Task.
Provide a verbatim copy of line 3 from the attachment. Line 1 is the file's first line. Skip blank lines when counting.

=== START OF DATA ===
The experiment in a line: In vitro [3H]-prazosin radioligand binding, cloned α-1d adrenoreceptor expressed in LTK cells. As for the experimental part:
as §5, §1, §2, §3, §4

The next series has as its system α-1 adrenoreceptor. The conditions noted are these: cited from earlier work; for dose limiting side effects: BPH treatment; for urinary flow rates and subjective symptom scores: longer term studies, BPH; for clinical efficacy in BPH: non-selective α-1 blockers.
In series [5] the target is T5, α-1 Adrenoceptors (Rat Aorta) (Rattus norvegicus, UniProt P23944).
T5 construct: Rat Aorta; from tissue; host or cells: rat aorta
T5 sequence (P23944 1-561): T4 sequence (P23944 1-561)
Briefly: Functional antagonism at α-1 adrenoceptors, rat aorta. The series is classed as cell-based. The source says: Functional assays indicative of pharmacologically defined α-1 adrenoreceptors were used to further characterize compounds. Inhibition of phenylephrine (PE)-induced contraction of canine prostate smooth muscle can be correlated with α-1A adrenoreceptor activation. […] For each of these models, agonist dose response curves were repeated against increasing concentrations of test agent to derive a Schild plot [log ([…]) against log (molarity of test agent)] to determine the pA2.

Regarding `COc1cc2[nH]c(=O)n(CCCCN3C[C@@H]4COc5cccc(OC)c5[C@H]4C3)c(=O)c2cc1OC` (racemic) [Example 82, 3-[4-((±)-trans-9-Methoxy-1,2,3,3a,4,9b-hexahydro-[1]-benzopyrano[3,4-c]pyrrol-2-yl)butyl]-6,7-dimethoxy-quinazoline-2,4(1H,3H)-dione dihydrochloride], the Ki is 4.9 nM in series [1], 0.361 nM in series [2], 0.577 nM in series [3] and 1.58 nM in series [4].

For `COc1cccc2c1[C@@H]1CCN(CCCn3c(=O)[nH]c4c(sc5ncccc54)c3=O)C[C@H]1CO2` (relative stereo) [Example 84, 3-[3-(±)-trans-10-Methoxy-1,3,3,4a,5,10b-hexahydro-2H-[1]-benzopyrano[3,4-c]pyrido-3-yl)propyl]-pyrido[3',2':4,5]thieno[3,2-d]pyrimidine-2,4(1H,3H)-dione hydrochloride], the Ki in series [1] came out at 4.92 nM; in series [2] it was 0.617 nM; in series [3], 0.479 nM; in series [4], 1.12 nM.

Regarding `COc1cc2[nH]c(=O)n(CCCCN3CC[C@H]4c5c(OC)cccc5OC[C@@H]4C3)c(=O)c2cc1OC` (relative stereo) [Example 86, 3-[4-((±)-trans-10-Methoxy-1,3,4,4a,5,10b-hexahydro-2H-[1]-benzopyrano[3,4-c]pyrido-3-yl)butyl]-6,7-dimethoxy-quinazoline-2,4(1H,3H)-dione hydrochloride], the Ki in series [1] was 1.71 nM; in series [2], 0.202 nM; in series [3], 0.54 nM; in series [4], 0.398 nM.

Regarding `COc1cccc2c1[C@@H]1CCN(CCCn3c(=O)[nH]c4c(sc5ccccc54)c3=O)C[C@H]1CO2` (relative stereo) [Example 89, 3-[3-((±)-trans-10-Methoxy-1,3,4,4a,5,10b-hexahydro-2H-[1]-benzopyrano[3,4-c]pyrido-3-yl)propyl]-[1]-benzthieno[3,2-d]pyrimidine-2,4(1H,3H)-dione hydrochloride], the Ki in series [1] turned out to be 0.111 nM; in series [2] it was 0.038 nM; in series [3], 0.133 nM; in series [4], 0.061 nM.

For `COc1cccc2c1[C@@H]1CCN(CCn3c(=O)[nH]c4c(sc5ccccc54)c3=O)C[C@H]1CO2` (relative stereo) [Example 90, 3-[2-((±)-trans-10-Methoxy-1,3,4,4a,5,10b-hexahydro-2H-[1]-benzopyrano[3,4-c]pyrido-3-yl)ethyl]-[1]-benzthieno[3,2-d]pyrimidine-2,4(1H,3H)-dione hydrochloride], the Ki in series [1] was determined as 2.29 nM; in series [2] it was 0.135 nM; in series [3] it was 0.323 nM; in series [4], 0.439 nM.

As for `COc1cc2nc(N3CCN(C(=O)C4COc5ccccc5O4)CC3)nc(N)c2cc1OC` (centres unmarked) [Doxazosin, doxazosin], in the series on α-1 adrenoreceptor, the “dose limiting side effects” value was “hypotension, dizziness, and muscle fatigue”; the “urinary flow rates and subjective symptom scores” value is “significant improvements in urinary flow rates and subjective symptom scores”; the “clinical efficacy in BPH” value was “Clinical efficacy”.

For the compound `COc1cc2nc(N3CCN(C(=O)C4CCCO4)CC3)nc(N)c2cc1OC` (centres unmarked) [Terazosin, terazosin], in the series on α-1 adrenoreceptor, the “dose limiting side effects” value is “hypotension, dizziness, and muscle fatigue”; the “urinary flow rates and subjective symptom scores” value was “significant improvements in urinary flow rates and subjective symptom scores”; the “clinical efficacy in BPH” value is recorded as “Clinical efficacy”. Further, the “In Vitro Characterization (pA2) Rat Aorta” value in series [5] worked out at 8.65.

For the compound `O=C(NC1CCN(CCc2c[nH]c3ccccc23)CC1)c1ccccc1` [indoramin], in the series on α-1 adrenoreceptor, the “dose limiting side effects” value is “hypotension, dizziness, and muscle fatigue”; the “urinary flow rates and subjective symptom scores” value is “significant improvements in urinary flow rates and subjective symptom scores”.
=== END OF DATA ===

The next series has as its system α-1 adrenoreceptor. The conditions noted are these: cited from earlier work; for dose limiting side effects: BPH treatment; for urinary flow rates and subjective symptom scores: longer term studies, BPH; for clinical efficacy in BPH: non-selective α-1 blockers.